Apologetics like this are part and parcel of the arguments I get hit with whenever the subject of religion comes up.  One of the examples I've been hit with several times is the story of the atheist college professor and the Christian student.  There are numerous versions of this story out there, several versions even have the part of the student played by a young Albert Einstein (odd, since Einstein was very outspoken about his non-theistic beliefs).  I've had discussions about this story with several people, including family members, and I've pointed out the fallacies with even the internal logic of the story. But for the sake of argument, let's assume the exemplum is logically consistent internally.  Assume there is no viable argument with the student's explanation as given.

So what?

The argument still requires we take as a given the existence of a god, just like in order to accept that the Hulk always is wearing purple pants, we have to assume as a given that there is a Hulk.  Now, we don't sweat that aspect of the story of the Hulk's pants because we know we're talking about a fictional character, so there's an implicit hypothetical acceptance of his existence.  The ante is raised with the notion of a supposedly real deity, though.  It's not out of bounds to now ask where the proof that such a being exists is.So far there isn't any.

So in that regard, most apologetics seem to be no more sophisticated than comic book fans adding their own non-canon stories to a fictional universe.   They may make the over-arching story more consistent on some levels, but they do nothing to add credence to the acceptability of the story as given fact.

Wednesday, November 10, 2010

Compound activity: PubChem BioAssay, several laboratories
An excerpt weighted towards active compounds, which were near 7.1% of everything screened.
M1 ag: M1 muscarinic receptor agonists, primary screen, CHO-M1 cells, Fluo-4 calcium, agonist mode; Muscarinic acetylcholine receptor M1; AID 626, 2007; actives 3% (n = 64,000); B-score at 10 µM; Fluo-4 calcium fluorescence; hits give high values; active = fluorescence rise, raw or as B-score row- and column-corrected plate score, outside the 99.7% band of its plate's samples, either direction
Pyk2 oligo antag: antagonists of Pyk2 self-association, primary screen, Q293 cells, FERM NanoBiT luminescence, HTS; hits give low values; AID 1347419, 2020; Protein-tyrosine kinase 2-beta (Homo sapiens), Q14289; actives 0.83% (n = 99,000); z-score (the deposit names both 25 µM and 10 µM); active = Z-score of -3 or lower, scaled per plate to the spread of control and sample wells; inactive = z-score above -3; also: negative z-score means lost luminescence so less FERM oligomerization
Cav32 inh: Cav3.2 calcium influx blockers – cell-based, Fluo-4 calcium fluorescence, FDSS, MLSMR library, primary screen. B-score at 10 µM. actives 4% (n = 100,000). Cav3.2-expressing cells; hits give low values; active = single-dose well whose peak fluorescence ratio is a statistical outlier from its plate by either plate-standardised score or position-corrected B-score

I blame George Carlin

When I was in junior high, my brother and I discovered the joy that was the comedy album.  We spent many hours listening to Bill Cosby's various routines on vinyl LPs we either purchased from Fisher's Big Wheel or borrowed from the local library, and we were must have dulled the needle of the record player listening to "Noah" over and over.  Even the best of his bits grew overly familiar over time, however, and we went searching for other funny guys to entertain us.    So one day I while I was browsing the discounted albums at Big Wheel, I came across one for two bucks that I knew right away I'd have to sneak into the house.

George Carlin's Class Clown.

Back in the day, there was no namby-pamby
"Parental Advisory" label on albums.

The cover itself would have offended my mom.  Carlin sat on a stool, an open denim shirt, his beard and long hair proclaiming him a "hippie" to my parents even though that term was pretty much passe to kids my age by that point in history.  Sneaking it into the house was the equivalent of bringing in a Playboy or Hustler, and the repercussions would likely have been similar.  The damn thing was harder to get in unnoticed too.  You can fold a Playboy.   It stayed in the shed next to our bikes until we were home alone, and then it went directly on the turntable.